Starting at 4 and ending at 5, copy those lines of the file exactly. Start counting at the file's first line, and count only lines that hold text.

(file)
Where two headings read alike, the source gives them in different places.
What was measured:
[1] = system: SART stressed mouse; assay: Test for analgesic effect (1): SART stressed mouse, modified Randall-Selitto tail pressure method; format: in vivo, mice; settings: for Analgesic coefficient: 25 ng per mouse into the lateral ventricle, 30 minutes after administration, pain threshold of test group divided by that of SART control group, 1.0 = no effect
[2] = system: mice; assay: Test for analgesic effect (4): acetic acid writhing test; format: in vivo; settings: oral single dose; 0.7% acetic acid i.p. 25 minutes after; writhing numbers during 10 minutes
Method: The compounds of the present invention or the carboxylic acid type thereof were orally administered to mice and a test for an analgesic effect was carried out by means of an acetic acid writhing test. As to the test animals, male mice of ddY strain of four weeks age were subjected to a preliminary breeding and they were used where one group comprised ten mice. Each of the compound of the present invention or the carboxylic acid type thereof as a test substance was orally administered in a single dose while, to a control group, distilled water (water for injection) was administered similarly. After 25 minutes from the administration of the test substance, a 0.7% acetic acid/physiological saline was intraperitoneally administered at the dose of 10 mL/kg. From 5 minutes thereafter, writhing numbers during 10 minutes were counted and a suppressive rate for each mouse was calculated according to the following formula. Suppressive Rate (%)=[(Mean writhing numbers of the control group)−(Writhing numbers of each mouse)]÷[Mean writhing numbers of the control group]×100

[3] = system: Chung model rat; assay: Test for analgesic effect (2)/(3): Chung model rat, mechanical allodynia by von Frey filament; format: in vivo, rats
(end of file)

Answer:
[2] = system: mice; assay: Test for analgesic effect (4): acetic acid writhing test; format: in vivo; settings: oral single dose; 0.7% acetic acid i.p. 25 minutes after; writhing numbers during 10 minutes
Method: The compounds of the present invention or the carboxylic acid type thereof were orally administered to mice and a test for an analgesic effect was carried out by means of an acetic acid writhing test. As to the test animals, male mice of ddY strain of four weeks age were subjected to a preliminary breeding and they were used where one group comprised ten mice. Each of the compound of the present invention or the carboxylic acid type thereof as a test substance was orally administered in a single dose while, to a control group, distilled water (water for injection) was administered similarly. After 25 minutes from the administration of the test substance, a 0.7% acetic acid/physiological saline was intraperitoneally administered at the dose of 10 mL/kg. From 5 minutes thereafter, writhing numbers during 10 minutes were counted and a suppressive rate for each mouse was calculated according to the following formula. Suppressive Rate (%)=[(Mean writhing numbers of the control group)−(Writhing numbers of each mouse)]÷[Mean writhing numbers of the control group]×100